The photos were only thing I’ve kept, you’d be annoyed to know. Isn’t it what you wanted? To be invisible altogether? That was your one wish. I don’t take them out often, and less and less now. Maybe someday it’ll be a year or more since I’ve seen them. Hard to believe that though. I remember each shoot, how great you looked when it was just me and the camera. I didn’t have the studio then, we had to move the bed up on its side against the wall to make the room look bigger, but you always looked good on windowsills and in corners of rooms, anything that could frame the scene, anything that would hide the paucity of our options. You always looked great anywhere.

Our rooms were all strange angles then, walls built to divide bigger rooms into small flats. The grandeur faded but not wholly gone, though one window was painted closed and the other wouldn’t fully close. Catherine street outside was all electricity wires and cracked pavements and day time drinkers. At two in the morning the crowds from the Desmond and Costellos would mingle and riot to keep the night going. If we weren’t amongst them we’d watch them through the window, urban anthropologists laughing at ourselves. The flat wasn’t much, but the views were great conversation. Every Saturday night the scene was infinitely different and always the same, crowds moving to preordained rhythms it seemed.

 That flat suited us, careworn, better days behind and hopefully ahead. The back of the door was a history of locks, so many variations and changes. You could chart the building’s decline by the strength of the locks and so many keys we’d to keep it barred for fear some past resident would drop by unexpected, unannounced and definitely uninvited. It was patchwork of panels that had been broken through and replaced, not always with wood, polyfilla held the door and flat together. Everything broken not quite repaired, everything broken not quite fixable.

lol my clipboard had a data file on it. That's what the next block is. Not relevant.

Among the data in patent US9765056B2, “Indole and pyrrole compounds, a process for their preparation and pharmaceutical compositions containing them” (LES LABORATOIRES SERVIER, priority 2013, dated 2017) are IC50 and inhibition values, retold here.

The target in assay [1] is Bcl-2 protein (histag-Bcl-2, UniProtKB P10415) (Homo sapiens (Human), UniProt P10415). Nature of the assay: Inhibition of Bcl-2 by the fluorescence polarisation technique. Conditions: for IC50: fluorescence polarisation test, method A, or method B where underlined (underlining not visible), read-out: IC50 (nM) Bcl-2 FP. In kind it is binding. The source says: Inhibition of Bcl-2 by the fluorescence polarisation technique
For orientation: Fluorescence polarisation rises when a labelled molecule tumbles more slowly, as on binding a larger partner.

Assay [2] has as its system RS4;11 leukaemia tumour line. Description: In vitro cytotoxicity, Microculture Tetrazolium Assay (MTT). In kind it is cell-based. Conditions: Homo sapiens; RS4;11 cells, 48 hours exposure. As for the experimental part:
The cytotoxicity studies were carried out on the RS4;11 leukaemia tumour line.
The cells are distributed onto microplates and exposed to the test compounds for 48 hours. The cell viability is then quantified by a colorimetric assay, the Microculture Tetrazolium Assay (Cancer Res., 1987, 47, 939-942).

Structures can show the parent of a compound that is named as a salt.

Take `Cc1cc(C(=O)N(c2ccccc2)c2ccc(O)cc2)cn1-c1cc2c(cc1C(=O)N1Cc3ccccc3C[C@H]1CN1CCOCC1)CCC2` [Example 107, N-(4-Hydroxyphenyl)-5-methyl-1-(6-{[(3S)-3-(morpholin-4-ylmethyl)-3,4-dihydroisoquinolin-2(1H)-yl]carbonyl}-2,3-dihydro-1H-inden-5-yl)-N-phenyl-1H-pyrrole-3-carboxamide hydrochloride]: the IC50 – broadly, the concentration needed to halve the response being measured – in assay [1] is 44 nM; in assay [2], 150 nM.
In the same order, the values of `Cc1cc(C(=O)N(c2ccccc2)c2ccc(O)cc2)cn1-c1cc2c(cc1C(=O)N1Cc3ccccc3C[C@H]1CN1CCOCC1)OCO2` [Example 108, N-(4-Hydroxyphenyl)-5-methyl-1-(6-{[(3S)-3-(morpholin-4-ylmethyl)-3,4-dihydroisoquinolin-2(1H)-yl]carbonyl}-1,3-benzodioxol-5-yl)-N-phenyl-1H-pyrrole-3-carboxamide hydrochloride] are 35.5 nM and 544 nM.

You’d find it funny to think of the hours I must have spent looking at your photos, you never liked them, or any photos of yourself. You could always see some flaw invisible to others, you didn’t even argue when I said you looked great, you just dismissed it as an easy lie I told you to keep you happy. I suppose I lied about a lot of things, but that was easy honesty.

You, looking out the window, facing slightly away from me. There’s nothing special about the photo except you. You got distracted and have a look on your face that you often had but I never caught on camera again. I can even remember what caught your attention outside. It was a woman pushing a pram that cost more than our car, and we couldn’t afford petrol for the car at time. It was just an expensive talking point, “oh the car, no, we haven’t had it fixed, no, we probably should get rid of it.” A car that couldn’t go, and us with nowhere to go anyhow. And us, together, nowhere I’d rather be. That look of interest on your face, trying to see what was happening anywhere else, about to offer a theory on the way things are.

I know that photo better than I know the directions home. I know it better than the words to the national anthem, the rivers of Ireland, the names of our Patriot dead. I know it better than the ten highest peaks in Ireland. I know it better even, than what age I am now, I keep having to count back.

I was trying to build a portfolio that year, trying to pretend my camera could reveal something about the world. Turns out the world didn’t need me to speak for it. Now I shoot weddings and football matches and I don’t try to pretend it’s anything other than a job. A job I like, a job that pays. Paris has been photographed too many times already, you’d say, and as for all those noble poverty photos, why bother? stay here any time you want if to see poverty in action. You’d smile as you sighed, letting me know you know this would all be fine. The portfolio was rubbish anyhow, all angles of buildings and old men smoking outside bookies and women walking to Mass, as though anything could be said by any of that. All black and white or overcoloured, as though nothing should ever been seen as it actually is. The only photos worth keeping were the ones of you, when I was trying to work out my camera. You, smiling, you with flowers, you laughing, you in light. I can afford a light meter now, not that it matters, I can fix up things after the photo is taken, most stuff anyhow.